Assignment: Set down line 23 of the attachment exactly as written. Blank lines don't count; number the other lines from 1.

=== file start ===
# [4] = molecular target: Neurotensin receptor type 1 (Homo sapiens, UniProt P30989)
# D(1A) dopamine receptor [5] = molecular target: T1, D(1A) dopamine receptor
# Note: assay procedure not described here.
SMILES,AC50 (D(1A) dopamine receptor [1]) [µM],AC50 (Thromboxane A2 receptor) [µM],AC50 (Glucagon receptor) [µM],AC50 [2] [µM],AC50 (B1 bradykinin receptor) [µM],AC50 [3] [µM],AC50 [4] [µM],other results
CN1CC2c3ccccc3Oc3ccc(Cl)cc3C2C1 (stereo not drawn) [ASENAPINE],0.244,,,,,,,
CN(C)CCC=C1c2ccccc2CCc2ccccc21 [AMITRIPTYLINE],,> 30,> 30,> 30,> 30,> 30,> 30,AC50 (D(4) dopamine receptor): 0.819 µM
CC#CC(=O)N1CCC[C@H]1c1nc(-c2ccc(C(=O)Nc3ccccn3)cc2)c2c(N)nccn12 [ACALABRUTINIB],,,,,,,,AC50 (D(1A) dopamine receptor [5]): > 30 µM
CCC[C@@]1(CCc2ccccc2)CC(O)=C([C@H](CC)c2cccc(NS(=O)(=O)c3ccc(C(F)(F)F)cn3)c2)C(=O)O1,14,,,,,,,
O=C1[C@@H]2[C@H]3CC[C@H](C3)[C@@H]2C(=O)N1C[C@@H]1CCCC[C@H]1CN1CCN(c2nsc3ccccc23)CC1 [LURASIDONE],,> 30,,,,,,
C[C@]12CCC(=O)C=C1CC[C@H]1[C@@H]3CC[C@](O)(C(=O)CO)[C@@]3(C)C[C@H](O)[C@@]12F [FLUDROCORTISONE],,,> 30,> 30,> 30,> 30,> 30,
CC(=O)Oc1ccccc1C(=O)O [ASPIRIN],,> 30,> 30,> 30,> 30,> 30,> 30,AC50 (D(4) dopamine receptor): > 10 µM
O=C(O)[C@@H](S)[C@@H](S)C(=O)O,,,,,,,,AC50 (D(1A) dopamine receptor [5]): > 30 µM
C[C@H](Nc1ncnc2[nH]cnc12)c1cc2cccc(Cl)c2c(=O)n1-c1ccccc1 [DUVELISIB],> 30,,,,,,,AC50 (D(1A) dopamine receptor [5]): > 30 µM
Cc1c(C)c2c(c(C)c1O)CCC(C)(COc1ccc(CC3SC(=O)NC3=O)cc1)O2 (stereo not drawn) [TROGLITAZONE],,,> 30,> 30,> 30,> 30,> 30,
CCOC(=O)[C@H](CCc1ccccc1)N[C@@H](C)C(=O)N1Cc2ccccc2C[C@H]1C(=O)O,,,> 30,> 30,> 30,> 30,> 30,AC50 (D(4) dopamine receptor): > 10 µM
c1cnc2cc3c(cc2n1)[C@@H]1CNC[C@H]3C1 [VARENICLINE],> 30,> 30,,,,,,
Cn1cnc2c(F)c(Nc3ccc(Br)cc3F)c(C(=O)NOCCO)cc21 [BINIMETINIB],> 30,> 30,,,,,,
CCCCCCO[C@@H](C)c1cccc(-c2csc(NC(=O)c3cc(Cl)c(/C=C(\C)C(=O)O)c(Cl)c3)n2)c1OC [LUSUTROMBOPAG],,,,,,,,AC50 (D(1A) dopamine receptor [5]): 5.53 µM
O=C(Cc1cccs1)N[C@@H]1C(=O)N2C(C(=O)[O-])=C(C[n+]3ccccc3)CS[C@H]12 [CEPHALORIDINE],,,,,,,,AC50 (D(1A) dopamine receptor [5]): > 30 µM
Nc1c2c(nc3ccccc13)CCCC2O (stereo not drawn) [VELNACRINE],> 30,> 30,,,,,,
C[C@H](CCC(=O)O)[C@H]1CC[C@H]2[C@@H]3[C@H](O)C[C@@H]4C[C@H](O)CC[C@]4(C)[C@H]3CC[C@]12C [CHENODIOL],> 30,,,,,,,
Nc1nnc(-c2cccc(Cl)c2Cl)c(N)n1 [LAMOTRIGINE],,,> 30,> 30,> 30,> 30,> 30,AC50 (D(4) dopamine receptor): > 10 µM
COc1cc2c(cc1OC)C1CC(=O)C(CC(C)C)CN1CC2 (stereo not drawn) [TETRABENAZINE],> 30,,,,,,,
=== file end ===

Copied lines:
COc1cc2c(cc1OC)C1CC(=O)C(CC(C)C)CN1CC2 (stereo not drawn) [TETRABENAZINE],> 30,,,,,,,